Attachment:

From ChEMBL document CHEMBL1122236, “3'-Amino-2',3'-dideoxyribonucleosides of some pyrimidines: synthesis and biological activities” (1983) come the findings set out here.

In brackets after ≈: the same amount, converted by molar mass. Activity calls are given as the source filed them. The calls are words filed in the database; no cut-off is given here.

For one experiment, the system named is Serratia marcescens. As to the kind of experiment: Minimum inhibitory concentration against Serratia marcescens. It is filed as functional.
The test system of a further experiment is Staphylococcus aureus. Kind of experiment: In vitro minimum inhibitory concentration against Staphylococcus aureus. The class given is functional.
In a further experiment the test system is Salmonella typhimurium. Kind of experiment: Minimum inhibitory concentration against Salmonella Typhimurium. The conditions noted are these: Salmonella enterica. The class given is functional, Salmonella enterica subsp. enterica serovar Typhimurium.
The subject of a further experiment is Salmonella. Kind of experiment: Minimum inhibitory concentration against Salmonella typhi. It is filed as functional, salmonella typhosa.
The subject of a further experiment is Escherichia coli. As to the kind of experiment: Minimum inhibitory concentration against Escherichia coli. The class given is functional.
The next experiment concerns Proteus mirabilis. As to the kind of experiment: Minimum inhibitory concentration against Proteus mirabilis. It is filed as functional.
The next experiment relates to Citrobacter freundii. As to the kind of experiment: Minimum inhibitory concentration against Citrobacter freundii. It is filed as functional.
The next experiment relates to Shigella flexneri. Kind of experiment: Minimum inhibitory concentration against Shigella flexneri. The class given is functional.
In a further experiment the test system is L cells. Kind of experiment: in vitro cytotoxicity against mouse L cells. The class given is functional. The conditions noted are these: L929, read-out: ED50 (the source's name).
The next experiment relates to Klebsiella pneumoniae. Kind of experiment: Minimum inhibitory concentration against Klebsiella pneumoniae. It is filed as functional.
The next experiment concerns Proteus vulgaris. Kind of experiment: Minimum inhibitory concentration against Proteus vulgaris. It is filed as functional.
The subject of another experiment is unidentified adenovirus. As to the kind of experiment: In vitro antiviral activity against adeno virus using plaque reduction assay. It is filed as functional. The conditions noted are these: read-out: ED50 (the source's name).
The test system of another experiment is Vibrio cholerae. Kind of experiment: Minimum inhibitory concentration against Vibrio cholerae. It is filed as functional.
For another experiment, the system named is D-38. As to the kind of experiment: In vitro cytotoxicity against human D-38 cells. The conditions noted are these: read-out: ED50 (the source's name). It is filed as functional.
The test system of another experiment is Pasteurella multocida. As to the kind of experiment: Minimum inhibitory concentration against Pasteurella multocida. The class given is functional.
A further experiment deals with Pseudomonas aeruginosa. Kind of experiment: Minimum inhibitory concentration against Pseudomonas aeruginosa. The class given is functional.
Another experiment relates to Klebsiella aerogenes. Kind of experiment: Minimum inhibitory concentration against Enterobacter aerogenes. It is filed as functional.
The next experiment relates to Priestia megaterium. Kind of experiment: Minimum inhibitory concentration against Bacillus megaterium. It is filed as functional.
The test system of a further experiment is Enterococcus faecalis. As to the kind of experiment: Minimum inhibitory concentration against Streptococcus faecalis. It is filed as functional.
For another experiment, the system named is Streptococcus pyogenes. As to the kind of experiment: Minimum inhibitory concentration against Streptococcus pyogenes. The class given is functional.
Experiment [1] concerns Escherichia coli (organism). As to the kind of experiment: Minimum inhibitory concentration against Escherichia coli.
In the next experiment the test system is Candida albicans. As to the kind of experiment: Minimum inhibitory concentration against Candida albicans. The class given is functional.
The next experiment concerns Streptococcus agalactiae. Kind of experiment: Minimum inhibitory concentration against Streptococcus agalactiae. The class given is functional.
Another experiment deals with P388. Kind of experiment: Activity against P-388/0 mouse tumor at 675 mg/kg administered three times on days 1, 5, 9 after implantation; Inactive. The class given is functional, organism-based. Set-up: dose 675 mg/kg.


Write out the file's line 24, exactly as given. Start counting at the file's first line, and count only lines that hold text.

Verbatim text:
In the next experiment the test system is Candida albicans. As to the kind of experiment: Minimum inhibitory concentration against Candida albicans. The class given is functional.